In Japan bus drivers refuse fares. In Asia, workers in a condom factory, after being banned from striking, put a pin through one in ten condoms. The company had to release a statement and everyone stopped buying their product.
We need to get creative if we are to address the gig economy, rebrand what being in a union means. A key point for me is to address the rise of the consumer as a factor in modern society.
Following the meeting with Kisky, we headed to another café to wait out the gap between our first meeting and what was to be the highlight of the trip — the Gilets Jaunes demonstration.
After a serious briefing of what to do if it turned violent and a reassuring text from dad to not get my limbs maimed by smoke grenades, we hopped on the wonderfully efficient metro toward the protest. As we neared the back of it, the flashing blue lights of roughly 15 vans signalled we were going in the right direction.
As we legged it up the parallel street to overtake the demo, the back of it had a regiment of riot police armed with batons and shields. Helmets strapped to their midsection like babies in slings. The eerie in-step footfall that unified the mass of at least 40 riot police at the back was something out of a dystopian film except — spoiler alert — this is Paris in 2020, not some post apocalyptic Hunger Games world. Slipping through a small gap between the robotic and austere looking men who refused to make eye contact, we melted into the crowd to the shouts of “na na na leeeesss Gilets Jauness” and what must have been a lot of swear words followed by “Macron!”.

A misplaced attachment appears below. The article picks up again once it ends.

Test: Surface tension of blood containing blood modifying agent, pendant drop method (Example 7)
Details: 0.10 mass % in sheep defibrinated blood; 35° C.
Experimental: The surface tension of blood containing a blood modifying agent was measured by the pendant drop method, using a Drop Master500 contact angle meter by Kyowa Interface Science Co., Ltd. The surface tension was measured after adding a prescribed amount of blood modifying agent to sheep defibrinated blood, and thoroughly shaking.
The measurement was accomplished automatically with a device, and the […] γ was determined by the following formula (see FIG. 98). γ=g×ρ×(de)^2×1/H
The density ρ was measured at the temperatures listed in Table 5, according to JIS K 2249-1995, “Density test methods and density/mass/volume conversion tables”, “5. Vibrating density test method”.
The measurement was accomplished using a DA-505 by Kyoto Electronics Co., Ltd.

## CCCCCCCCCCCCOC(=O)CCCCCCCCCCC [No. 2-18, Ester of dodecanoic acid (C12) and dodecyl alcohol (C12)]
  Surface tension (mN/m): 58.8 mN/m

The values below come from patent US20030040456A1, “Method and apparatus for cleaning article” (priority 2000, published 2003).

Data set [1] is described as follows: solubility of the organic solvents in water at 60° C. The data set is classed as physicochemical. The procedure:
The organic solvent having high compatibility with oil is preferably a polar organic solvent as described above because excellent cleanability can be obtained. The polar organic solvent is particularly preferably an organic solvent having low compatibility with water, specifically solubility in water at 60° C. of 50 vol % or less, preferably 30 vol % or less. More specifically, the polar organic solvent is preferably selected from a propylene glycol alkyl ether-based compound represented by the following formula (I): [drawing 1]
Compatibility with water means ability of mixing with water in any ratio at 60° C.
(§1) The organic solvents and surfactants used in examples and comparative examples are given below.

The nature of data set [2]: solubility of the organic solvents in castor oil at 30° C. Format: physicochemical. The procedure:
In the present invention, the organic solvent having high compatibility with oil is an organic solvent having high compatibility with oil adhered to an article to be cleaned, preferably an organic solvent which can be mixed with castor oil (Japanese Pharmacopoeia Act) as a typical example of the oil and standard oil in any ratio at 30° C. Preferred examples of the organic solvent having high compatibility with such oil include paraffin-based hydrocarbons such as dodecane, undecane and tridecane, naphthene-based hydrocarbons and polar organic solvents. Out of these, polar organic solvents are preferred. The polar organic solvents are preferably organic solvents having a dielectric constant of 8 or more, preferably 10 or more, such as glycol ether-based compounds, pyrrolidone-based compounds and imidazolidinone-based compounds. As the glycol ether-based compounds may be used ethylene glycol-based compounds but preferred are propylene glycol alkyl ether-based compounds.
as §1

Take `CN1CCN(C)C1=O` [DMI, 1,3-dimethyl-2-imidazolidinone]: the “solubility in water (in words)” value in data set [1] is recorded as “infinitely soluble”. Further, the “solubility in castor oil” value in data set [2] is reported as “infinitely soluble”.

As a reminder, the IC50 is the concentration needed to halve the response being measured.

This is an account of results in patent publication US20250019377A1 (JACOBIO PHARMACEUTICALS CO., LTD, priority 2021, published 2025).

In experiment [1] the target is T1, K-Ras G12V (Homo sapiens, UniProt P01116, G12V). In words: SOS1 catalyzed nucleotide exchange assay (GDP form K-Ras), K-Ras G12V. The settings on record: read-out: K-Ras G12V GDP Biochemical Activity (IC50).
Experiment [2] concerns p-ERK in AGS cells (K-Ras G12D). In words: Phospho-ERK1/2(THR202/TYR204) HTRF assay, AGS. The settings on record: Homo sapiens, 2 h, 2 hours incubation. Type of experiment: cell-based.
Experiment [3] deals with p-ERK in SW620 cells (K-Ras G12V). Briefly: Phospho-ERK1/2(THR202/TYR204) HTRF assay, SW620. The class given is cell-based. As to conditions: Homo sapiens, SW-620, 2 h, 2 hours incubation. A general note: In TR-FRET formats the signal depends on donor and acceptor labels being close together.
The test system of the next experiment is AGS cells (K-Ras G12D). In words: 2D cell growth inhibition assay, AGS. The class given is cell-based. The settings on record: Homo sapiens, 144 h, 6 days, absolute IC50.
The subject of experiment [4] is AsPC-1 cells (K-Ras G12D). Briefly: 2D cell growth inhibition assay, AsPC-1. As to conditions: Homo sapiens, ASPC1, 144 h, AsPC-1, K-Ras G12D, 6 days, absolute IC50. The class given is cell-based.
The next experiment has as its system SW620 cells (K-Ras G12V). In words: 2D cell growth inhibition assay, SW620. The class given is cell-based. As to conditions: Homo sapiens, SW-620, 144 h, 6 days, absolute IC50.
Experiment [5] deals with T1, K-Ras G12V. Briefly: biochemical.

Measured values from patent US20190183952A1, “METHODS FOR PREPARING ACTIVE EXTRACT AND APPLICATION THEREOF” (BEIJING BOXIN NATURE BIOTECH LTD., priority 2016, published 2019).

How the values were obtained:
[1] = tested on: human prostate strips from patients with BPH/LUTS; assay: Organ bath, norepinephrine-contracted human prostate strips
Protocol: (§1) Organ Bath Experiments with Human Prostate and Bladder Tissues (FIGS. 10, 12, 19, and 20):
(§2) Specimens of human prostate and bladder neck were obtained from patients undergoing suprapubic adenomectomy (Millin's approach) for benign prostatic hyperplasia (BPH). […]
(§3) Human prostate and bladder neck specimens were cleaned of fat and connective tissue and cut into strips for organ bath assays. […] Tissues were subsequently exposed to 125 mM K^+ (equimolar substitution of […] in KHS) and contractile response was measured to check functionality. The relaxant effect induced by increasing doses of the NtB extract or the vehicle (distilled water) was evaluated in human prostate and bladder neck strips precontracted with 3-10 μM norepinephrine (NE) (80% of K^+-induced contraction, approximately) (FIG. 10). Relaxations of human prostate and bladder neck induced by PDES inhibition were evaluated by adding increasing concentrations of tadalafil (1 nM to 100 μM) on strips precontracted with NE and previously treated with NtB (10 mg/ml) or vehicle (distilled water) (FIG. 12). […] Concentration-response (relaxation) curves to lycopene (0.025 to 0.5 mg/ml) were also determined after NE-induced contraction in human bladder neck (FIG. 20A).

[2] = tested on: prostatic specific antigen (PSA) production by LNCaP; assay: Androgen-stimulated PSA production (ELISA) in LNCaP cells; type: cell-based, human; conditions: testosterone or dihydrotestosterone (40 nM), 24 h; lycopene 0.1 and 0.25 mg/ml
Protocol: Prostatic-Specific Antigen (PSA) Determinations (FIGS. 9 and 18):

As we proceeded, apartment windows opened. Lots of cheering and shouting and my favourite moment was when a woman waved her own yellow jacket out the window in solidarity and was received by enthusiastic cheers.
The march overall turned out to be one of the tamer ones but despite that, the ratio of riot police to protesters must have been one-to-three. The violent arm of the state was flexing itself and ready to start crushing should the opportunity arise.
The last leg of the day was to be spent at a workers’ conference in the outlying district of St. Denis. It was held in a community building in the banlieue. Free coffee and stickers abounded. As we listened to the speeches from the panel and the floor (translated by Ed and Kisky), the arguments they were making reminded me a lot of some of the arguments you hear at Labour Party conference, in terms of democracy, representation, and decision-making.
Since we left Paris, the strikes have continued, the French living up to their reputation as a revolutionary people. For the UK, a Tory Brexit poses the biggest threat to workers in this country. The focus for the next five years and further should be to build an active, diverse and inclusive workers’ movement.
There are plenty of issues to campaign on and as socialists it is up to us to agitate, educate and organise. In a world where apathy on politics is a growing sentiment, it is vital to give people confidence in their own power when working as a part of a collective.